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Equilibrium being shifted

Posted: Sat Jan 12, 2019 11:38 am
by melissa_dis4K
So both in the module video and in class, Professor Lavelle mentioned that we should not think of equilibrium being shifted, rather that it sits on the right or left. However, when I was completing the first module I came across two questions:
With respect to equilibrium constants what does it mean when the “equilibrium is shifted to the right”?
and
With respect to equilibrium constants what does it mean when the “equilibrium is shifted to the left”?
both answer choices were:
A. K > 0
B. K < 1
C. K = 1
D. K > 1
E. None of the above
I chose None of the above for both. I guess I'm just confused on how he said that we shouldn't think of equilibrium as shifting. Both were incorrect so if someone could please explain, I'd greatly appreciate it. Thank you!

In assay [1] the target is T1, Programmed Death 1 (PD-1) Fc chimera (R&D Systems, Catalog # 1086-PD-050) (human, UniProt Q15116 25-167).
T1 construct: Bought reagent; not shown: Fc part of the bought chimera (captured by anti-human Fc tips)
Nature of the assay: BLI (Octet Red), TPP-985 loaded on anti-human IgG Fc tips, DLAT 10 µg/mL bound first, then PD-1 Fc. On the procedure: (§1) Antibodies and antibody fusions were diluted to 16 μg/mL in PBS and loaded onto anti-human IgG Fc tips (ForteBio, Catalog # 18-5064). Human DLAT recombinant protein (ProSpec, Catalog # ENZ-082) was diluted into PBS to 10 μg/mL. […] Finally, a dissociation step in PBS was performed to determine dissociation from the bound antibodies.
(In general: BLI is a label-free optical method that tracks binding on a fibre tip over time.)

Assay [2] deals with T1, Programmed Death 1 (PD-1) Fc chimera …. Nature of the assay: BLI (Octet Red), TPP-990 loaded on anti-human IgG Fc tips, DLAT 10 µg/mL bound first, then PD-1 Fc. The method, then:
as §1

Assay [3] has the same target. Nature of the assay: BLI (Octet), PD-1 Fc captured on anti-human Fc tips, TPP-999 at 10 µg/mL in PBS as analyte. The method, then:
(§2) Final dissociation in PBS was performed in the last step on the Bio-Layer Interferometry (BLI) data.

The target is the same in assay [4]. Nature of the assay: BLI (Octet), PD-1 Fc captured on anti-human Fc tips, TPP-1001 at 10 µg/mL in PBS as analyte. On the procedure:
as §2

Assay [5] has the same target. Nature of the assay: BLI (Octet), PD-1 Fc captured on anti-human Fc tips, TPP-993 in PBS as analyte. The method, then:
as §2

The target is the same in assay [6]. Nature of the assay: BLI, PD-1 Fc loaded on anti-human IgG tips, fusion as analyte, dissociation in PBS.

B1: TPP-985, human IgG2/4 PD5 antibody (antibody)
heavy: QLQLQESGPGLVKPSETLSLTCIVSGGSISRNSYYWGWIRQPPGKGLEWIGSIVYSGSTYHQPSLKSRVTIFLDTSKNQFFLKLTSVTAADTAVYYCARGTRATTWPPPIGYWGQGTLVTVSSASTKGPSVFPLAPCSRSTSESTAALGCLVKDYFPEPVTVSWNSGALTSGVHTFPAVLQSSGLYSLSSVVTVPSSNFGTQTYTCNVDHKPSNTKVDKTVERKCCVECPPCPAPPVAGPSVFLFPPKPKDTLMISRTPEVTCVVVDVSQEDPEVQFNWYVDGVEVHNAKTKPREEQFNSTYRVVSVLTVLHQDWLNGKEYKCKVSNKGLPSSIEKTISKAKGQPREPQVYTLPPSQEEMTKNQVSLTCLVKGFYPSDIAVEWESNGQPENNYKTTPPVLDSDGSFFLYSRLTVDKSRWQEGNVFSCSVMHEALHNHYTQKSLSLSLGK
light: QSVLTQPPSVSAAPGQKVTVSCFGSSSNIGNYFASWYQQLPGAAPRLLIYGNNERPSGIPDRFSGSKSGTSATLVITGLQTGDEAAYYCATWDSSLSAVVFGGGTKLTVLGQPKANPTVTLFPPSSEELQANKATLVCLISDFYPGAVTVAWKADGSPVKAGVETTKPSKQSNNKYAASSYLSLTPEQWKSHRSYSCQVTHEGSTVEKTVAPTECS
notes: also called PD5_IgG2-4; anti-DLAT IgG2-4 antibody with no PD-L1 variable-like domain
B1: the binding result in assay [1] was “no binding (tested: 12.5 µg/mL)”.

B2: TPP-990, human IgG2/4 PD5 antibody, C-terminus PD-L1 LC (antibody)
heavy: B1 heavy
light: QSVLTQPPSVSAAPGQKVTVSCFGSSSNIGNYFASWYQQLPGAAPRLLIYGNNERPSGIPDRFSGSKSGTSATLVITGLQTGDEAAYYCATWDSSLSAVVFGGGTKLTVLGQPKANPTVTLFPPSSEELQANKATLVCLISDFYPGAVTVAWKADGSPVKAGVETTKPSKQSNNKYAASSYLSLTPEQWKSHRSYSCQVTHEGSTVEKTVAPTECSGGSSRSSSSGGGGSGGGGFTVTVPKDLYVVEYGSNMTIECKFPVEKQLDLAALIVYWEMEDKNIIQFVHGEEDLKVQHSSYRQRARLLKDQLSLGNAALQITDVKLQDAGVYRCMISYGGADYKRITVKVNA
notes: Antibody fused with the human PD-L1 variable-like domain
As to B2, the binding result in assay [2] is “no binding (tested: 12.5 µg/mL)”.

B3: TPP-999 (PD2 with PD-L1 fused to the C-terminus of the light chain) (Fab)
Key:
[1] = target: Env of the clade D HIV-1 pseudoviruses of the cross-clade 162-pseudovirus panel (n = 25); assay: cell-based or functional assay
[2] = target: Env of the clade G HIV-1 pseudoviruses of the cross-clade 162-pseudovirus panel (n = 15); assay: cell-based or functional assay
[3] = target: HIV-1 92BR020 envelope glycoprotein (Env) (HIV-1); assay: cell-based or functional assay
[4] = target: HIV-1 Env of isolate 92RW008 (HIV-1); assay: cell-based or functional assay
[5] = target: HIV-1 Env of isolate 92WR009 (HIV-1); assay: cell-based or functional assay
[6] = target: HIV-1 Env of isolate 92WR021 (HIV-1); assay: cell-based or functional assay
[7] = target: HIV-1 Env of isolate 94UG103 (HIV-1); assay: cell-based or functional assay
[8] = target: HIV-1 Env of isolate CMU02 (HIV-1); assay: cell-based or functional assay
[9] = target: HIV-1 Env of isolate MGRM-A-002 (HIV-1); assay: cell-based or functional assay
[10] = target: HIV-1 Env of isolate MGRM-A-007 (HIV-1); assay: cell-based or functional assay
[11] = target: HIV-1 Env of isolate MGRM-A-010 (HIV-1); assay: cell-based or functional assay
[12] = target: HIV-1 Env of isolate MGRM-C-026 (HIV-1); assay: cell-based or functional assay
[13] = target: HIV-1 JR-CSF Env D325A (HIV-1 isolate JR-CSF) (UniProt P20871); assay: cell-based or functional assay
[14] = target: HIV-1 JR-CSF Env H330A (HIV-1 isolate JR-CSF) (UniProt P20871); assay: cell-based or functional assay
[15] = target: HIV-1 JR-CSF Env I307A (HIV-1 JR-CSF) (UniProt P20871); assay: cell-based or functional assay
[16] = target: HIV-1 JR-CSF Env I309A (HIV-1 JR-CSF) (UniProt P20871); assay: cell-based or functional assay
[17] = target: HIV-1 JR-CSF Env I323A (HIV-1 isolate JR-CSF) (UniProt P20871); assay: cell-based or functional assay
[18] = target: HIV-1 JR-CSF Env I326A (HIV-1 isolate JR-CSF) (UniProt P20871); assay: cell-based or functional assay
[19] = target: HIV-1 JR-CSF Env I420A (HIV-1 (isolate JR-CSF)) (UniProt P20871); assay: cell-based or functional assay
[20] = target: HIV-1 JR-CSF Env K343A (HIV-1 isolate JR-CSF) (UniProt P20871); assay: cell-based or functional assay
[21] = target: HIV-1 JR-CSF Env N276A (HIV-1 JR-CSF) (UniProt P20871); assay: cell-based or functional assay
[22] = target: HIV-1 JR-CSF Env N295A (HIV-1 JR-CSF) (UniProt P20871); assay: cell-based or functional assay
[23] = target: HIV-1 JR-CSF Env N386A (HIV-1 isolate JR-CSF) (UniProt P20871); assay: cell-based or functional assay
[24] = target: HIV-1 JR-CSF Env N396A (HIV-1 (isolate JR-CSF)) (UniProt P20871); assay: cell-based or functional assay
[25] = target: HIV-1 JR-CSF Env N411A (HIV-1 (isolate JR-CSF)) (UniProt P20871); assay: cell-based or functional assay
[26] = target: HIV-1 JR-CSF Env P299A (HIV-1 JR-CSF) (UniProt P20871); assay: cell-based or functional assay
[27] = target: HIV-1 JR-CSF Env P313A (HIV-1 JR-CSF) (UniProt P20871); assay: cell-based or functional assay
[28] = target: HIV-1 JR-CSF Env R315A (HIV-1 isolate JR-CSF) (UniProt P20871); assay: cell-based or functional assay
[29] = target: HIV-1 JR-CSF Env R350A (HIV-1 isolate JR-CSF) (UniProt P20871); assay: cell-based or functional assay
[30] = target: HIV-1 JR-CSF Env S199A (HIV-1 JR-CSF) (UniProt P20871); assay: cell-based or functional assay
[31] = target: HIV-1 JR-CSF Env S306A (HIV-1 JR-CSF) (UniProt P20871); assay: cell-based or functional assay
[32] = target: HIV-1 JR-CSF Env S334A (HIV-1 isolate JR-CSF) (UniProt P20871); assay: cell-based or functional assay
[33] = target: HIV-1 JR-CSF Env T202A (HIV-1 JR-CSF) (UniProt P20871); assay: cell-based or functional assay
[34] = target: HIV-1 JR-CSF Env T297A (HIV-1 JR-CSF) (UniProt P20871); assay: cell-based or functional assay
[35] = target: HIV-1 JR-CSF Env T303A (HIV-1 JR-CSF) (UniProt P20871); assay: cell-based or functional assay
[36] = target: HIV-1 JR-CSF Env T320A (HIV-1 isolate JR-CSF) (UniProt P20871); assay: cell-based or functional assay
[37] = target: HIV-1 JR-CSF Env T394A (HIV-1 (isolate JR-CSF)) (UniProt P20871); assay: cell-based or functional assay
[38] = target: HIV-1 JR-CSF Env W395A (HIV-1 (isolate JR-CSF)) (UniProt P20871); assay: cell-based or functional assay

Re: Equilibrium being shifted

Posted: Sat Jan 12, 2019 12:30 pm
by Chem_Mod
An equilibrium is said to either favor the reactants or products. However, adding a reactant or product (or changing something such as the pressure/volume when gasses are involved) SHIFT the equilibrium. The professor didn't want the word "shift" to be used when talking about which side of a reaction is favored at equilibrium as the term "shift" is reserved for when we are discussing adding something to the system when it is at equilibrium.